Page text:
Spectroscopic analysis of heavy metals distribution in selected traditional medicinal plants and soil in Raya Azebo district, Northern Ethiopia
Keywords:Heavy metals, Medicinal plant, Traditional medicines, Soil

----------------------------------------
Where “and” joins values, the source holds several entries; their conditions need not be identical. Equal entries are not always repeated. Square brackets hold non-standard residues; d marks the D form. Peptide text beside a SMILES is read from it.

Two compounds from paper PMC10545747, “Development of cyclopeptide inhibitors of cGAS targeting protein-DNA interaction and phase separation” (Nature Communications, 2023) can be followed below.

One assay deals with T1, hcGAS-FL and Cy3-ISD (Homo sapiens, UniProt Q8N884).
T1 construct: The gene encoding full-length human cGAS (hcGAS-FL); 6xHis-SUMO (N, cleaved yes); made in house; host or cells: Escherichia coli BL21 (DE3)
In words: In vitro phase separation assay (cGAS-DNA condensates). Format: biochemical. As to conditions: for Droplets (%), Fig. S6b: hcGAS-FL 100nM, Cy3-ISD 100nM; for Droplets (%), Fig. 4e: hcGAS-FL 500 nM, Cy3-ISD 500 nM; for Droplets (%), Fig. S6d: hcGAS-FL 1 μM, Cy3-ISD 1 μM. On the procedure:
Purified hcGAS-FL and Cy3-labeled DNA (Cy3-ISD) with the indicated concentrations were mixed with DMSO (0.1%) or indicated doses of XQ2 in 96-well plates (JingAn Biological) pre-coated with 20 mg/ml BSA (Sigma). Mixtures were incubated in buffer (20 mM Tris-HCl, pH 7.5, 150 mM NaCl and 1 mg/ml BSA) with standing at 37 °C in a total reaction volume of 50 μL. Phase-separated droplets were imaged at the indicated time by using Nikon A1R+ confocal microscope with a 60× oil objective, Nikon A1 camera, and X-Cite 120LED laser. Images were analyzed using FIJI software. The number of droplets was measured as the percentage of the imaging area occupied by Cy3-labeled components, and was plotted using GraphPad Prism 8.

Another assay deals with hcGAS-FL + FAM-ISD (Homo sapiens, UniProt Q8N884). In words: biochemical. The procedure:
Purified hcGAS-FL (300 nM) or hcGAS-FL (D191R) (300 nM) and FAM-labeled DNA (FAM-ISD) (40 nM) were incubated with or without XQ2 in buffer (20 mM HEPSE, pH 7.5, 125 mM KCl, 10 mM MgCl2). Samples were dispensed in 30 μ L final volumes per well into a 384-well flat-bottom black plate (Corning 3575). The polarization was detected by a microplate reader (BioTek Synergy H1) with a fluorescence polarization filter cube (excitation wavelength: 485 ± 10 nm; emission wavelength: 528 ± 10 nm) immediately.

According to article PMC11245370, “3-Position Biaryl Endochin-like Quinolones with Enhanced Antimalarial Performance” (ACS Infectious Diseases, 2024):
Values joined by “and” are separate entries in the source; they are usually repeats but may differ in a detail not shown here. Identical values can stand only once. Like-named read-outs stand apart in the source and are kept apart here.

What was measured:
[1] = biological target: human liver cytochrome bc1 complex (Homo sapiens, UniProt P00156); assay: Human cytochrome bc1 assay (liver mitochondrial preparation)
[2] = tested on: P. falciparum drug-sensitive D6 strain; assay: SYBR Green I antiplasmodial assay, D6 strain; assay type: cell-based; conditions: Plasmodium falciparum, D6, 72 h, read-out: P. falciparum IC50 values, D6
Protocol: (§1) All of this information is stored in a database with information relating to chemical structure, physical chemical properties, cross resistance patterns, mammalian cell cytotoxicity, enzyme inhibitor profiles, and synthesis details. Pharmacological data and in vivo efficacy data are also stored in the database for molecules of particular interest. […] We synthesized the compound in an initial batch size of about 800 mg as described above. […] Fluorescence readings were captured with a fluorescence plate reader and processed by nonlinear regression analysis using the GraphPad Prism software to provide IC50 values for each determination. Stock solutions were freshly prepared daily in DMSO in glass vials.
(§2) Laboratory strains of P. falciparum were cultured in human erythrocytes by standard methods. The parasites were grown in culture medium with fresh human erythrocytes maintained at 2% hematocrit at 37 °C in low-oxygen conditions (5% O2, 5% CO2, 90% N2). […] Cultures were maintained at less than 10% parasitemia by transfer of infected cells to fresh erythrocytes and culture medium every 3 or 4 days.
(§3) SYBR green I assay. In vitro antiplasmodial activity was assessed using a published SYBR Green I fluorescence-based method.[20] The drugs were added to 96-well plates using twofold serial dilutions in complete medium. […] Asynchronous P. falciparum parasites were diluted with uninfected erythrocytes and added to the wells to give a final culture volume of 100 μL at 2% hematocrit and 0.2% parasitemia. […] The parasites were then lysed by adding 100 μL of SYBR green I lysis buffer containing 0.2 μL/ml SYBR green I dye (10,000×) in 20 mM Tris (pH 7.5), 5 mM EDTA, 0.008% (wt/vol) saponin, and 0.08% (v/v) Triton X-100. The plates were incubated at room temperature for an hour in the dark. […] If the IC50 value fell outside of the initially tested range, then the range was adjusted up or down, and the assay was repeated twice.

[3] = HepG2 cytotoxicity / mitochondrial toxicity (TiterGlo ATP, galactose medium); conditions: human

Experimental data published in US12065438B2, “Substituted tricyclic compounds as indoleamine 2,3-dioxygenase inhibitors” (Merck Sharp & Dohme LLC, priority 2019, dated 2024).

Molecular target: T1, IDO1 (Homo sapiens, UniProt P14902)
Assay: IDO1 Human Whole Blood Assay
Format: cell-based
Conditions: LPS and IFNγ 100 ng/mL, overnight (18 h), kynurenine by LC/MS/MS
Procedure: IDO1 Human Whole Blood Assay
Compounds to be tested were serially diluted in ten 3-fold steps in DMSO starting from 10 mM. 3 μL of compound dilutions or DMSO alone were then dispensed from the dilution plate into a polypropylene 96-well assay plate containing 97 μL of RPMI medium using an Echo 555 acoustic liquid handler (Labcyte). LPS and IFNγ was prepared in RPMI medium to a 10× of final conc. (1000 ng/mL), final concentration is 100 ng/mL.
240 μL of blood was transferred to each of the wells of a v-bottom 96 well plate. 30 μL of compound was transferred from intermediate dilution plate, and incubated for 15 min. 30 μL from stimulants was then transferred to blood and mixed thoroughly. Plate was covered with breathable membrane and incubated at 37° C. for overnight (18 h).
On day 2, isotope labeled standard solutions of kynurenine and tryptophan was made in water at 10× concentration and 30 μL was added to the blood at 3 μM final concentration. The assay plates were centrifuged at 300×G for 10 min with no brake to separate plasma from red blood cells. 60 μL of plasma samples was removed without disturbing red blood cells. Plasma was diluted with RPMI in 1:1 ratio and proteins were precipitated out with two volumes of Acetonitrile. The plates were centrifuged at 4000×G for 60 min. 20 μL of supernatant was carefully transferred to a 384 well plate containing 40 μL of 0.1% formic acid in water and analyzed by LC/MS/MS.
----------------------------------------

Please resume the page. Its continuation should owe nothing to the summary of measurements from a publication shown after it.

The use of traditional medicine is increasing dramatically worldwide. In Ethiopia, people largely depend on the use of traditional medicinal plants as herbal remedies. However, the effectiveness of medicinal plants is affected by the presence of heavy metals. Thus, this study aimed to evaluate the distribution of heavy metals in selected medicinal plant roots and the soils in which they were grown. A total of five root and soil samples in triplicate were used for analysis. A wet digestion procedure involving the use of a mixture of strong acids was used for the analysis of plant and soil samples. Based on the results, the concentrations of Zn (21.82mg/kg) and Fe (7.78mg/kg) were higher in Solanum incanum and Carissa spinarum plant samples, respectively, than in the other plants. The concentrations of Mn, Cu, and Pb ranged from 1.70 ˗ 4.22mg/kg, 1.34 ˗ 3.43mg/kg, and 0.14 ˗ 0.34 mg/kg, respectively, but Cd was detected only in Carissa spinarum (0.15 mg/kg) and in Solanum incunm (0.21mg/kg). Regarding the contents of the metals in the soil samples, Zn (15.45 ˗ 44.3 mg/kg) is the most dominant metal, followed by Mn (9.54 - 23.07mg/kg), Fe (7.58 ˗ 12.68 mg/kg), Cu (3.16 - 12.55 mg/kg), and Pb (0.14 - 2.85 mg/kg) whereas Cd was detected only in Boyegararsa soil (0.21 mg/kg) and Warabaye (0.65 mg/kg) soil samples. The results indicated that the contents of the metals studied did not exceed the permissible limit for medicinal plants set by WHO/FAO. Further studies should be carried out on the bioavailability of toxic heavy metals in traditional herbal medicines.
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